In Aramaic, Judeo-Persian and Hebrew Bridegroom: Yeḥezḳel ben ha-zaḳen Yiśraʼel Kats. Bride: Bibi bat Binyamin. Witnesses: Yitsḥak ben Daṿid ; Raḥamim ben Yaʻakov ; and others. Marriage contract, manuscript, ink and paint on paper, dated 19th of Adar 5621 (1861) at Yazd. Text surrounded by floral border. The upper register of the decoration has a cypress tree in the center with peacocks and flowers on either side. Below the main text of the ketubah, is a statement in Judeo-Persian, written in Hebrew cursive characters, which may concern additional gifts given by the groom. The ketubah is signed by six witnesses directly below the text, not within the six cartouches in the bottom border which are blank.





Ketubah. Yazd, Iran, April 18, 1917

In Aramaic, Hebrew, and Judeo-Persian Bridegroom: Rahamim ben Moshe Bride: Rahel bat David Marriage contract, manuscript, ink and paint on paper, dated Tuesday, the 8th [i.e. the 18th?] of Nisan 5677 (1917) at Yazd. The date contains a mistake because the 8th of Nisan falls on a Saturday that year. Perhaps the word asar (ten) was accidently omitted. The text is surrounded by a floral border painted in brown. The writing on the top in bold letters contains blessings for the bride and groom as does the writing in large block letters along the border. Below the main text is a statement in Judeo-Persian, written in Hebrew cursive characters, which may concern additional gifts given by the groom. The ketubah is signed by seven witnesses.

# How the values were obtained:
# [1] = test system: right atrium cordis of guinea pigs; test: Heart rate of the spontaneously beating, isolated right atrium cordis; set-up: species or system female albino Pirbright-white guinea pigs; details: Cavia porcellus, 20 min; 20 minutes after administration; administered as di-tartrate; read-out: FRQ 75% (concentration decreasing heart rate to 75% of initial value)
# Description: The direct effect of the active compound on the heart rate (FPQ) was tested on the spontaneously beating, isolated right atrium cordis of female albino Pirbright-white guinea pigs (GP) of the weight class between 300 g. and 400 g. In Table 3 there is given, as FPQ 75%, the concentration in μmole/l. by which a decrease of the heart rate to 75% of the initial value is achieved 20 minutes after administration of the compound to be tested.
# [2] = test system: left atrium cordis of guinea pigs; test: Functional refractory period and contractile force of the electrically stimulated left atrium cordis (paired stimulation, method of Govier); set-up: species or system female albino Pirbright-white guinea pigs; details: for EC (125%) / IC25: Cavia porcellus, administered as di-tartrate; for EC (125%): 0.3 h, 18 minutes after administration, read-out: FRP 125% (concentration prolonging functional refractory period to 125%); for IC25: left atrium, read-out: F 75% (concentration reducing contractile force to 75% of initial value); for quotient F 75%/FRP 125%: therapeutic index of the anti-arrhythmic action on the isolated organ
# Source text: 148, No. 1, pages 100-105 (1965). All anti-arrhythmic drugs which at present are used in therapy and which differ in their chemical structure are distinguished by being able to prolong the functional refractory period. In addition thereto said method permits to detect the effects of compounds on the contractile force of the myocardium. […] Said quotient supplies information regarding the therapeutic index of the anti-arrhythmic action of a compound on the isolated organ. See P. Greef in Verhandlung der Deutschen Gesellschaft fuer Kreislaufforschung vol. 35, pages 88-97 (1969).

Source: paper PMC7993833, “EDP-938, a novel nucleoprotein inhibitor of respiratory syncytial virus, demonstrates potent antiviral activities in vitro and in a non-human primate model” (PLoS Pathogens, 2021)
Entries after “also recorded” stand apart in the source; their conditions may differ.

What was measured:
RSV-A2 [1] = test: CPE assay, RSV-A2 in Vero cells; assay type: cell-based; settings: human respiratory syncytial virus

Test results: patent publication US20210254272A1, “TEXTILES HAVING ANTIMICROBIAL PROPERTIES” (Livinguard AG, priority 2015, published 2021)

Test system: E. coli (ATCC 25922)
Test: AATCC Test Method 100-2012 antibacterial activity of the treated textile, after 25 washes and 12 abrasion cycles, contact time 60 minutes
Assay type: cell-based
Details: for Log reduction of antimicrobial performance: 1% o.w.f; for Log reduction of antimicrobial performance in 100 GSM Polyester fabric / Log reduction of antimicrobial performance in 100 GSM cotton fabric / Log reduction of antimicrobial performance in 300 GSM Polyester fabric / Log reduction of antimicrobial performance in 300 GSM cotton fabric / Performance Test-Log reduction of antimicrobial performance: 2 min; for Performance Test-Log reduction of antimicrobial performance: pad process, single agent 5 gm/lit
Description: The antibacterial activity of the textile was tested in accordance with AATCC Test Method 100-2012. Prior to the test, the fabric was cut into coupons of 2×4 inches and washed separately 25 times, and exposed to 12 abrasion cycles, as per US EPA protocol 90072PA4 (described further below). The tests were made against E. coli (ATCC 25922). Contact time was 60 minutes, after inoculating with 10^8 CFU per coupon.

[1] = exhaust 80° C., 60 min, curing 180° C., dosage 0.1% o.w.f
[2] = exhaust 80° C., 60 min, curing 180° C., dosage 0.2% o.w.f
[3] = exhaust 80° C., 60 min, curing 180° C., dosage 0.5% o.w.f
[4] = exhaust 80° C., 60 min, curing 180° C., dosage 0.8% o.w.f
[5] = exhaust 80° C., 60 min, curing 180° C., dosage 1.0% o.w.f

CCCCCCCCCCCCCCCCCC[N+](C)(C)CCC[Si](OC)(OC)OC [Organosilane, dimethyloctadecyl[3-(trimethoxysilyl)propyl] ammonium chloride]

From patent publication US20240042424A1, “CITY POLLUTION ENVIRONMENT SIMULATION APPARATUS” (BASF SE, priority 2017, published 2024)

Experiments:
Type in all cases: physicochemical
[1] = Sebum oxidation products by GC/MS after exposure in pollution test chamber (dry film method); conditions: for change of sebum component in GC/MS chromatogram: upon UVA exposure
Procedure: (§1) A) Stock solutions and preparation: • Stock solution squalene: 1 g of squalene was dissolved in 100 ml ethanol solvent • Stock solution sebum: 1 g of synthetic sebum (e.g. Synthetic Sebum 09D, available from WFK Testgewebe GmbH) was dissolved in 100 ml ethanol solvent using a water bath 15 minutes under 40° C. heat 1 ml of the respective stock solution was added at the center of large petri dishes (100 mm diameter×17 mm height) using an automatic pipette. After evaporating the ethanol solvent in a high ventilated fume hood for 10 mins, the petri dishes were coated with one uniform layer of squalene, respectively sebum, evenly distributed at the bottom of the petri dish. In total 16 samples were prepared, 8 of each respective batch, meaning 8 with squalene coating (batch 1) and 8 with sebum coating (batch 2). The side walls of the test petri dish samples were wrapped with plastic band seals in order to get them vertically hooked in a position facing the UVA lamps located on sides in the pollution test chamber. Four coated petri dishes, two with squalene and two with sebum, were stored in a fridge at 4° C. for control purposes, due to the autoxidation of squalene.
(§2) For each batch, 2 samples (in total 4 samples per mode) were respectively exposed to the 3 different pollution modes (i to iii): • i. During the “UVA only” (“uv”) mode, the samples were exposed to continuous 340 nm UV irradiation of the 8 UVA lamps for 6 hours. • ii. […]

Ketubah : Scandiano, Italy, 1839, October 18.

Marriage contract, manuscript, ink and paint on vellum, dated 10th of Marḥeshṿan 5600 (1839) at Sḳandiʼano. The text is surrounded by a border of Biblical quotations in honor of the bride and groom written in square Hebrew characters. In each corner is one of the four words for joy in the wedding blessings surrounded by micrographic passages with good wishes.

Ketubah : Cairo, Egypt, 1893, November 12.

Marriage contract, manuscript, ink on paper, dated the 3rd of Kisleṿ 5654 (1893) at Elkahra. Around the text is an elaborate archway drawn (or printed?) in gold ink. At the top of the archway are lush foliage and a crown, with vine- and drapery-embellished pillars on either side. "No. 128" is written in the top left corner of the page and two holes are punched on the left side of the page.

Ketubah : Alexandria, Egypt, 1855, March 9.

Marriage contract, manuscript, ink and paint on paper, dated 19th of Adar 5615 (1855) at No Amon. The top of the ketubah is cut in the shape of a scalloped arch. Within the border is a vine of colorful leaves.

Ketubah : Scandiano, Italy, 1839, October 18.

Marriage contract, manuscript, ink and paint on vellum, dated 10th of Marḥeshṿan 5600 (1839) at Sḳandiʼano. The text is surrounded by a border of Biblical quotations in honor of the bride and groom written in square Hebrew characters. In each corner is one of the four words for joy in the wedding blessings surrounded by micrographic passages with good wishes.


Nanette Stahl, Curator of the Yale University Library Judaica Collection;
Matt Russo, website developer.
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Last modified: October 15, 2012.